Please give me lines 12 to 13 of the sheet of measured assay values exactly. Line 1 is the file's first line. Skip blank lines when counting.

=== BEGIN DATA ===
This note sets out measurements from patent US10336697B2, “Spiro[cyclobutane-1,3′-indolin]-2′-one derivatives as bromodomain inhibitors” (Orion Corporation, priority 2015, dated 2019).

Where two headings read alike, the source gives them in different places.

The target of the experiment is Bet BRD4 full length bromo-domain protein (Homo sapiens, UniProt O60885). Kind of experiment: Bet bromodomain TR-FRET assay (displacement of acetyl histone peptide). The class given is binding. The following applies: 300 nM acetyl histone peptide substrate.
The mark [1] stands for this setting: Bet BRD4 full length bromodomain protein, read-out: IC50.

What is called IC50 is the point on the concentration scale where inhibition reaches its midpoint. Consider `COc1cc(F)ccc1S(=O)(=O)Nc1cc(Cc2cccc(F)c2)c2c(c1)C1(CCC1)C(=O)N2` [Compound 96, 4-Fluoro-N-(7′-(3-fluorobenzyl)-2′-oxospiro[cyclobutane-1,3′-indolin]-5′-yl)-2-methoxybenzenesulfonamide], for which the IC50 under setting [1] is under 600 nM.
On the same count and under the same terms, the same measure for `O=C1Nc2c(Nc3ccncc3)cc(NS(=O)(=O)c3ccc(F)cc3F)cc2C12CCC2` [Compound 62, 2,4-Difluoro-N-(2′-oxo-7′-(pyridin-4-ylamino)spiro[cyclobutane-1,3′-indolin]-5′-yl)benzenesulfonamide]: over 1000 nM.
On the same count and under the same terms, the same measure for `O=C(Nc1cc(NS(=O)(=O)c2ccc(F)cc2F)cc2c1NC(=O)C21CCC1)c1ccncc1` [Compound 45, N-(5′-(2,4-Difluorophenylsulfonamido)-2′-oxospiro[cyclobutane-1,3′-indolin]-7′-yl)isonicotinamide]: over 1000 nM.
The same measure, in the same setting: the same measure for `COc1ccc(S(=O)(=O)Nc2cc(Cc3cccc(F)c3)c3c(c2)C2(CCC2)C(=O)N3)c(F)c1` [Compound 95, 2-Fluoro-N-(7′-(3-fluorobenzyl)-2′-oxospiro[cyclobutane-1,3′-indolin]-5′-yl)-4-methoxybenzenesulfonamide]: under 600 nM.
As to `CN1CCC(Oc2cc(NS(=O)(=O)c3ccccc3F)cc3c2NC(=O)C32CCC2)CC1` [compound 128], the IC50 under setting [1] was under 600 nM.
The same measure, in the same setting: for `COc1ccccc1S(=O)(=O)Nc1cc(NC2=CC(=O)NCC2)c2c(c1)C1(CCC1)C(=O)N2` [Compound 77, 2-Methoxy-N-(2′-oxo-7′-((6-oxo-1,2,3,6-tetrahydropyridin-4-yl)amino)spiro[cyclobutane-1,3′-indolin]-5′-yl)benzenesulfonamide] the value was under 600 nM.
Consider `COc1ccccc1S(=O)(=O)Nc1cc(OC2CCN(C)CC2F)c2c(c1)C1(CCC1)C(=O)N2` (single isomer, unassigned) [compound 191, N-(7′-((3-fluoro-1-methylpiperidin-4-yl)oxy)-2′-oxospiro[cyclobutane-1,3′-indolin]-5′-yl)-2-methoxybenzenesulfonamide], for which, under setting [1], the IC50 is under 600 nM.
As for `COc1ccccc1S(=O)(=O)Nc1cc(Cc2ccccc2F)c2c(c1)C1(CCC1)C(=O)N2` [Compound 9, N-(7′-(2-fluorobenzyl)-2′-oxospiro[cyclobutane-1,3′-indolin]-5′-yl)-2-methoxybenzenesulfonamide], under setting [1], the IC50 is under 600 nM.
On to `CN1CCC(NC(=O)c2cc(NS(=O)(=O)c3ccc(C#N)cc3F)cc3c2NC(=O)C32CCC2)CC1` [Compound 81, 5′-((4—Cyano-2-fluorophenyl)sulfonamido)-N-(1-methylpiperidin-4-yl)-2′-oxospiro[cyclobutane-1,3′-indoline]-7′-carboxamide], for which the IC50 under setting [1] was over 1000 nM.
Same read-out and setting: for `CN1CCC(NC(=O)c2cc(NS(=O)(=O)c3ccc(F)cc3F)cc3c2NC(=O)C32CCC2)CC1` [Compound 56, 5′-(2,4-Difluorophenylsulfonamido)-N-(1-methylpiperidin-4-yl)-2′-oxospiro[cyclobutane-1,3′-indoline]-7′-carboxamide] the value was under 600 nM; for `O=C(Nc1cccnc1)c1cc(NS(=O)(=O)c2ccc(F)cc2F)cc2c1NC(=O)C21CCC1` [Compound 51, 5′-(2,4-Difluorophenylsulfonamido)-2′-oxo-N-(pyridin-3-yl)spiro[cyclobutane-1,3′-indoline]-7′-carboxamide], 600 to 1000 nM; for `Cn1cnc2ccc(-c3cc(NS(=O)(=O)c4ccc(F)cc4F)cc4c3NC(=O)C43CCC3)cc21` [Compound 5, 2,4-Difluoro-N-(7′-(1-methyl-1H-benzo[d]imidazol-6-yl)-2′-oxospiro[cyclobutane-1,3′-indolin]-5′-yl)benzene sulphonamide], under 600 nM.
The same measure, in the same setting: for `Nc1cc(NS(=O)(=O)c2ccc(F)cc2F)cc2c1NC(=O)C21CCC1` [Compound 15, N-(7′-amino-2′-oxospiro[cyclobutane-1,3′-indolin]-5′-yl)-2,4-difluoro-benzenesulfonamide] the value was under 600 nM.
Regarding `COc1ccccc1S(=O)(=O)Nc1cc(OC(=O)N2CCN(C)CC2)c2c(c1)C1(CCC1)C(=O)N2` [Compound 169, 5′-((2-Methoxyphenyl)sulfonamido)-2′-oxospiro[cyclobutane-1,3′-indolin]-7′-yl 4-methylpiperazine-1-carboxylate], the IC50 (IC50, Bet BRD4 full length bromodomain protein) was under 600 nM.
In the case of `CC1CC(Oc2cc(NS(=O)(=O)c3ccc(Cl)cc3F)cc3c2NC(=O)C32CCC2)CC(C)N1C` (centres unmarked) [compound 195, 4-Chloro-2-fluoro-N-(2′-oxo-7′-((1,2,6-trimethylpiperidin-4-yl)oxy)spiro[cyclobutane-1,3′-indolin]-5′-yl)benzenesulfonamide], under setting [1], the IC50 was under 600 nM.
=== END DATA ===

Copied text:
As for `COc1ccccc1S(=O)(=O)Nc1cc(Cc2ccccc2F)c2c(c1)C1(CCC1)C(=O)N2` [Compound 9, N-(7′-(2-fluorobenzyl)-2′-oxospiro[cyclobutane-1,3′-indolin]-5′-yl)-2-methoxybenzenesulfonamide], under setting [1], the IC50 is under 600 nM.
On to `CN1CCC(NC(=O)c2cc(NS(=O)(=O)c3ccc(C#N)cc3F)cc3c2NC(=O)C32CCC2)CC1` [Compound 81, 5′-((4—Cyano-2-fluorophenyl)sulfonamido)-N-(1-methylpiperidin-4-yl)-2′-oxospiro[cyclobutane-1,3′-indoline]-7′-carboxamide], for which the IC50 under setting [1] was over 1000 nM.